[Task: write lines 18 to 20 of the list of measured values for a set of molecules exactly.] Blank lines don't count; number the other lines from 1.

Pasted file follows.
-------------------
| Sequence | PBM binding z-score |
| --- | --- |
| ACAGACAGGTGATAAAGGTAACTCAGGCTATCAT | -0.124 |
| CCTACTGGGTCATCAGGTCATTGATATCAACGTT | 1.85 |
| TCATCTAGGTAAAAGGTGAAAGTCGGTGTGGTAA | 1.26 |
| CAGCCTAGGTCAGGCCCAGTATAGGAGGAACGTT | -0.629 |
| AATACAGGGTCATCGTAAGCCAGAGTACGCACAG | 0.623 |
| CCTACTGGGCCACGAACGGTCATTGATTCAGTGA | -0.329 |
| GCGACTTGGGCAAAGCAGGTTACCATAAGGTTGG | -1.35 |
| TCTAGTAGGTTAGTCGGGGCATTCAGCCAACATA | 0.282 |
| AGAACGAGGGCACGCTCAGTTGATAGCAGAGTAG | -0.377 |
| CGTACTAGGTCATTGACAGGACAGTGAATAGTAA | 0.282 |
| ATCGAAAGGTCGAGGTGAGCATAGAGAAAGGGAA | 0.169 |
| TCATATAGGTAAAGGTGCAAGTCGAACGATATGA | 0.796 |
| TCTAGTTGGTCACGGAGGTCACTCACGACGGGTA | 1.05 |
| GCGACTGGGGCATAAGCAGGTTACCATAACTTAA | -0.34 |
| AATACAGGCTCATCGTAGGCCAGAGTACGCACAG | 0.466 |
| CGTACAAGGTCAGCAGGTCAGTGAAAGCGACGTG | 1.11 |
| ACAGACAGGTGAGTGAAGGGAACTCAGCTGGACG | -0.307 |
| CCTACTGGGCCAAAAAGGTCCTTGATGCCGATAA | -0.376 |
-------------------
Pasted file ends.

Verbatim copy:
| CGTACAAGGTCAGCAGGTCAGTGAAAGCGACGTG | 1.11 |
| ACAGACAGGTGAGTGAAGGGAACTCAGCTGGACG | -0.307 |
| CCTACTGGGCCAAAAAGGTCCTTGATGCCGATAA | -0.376 |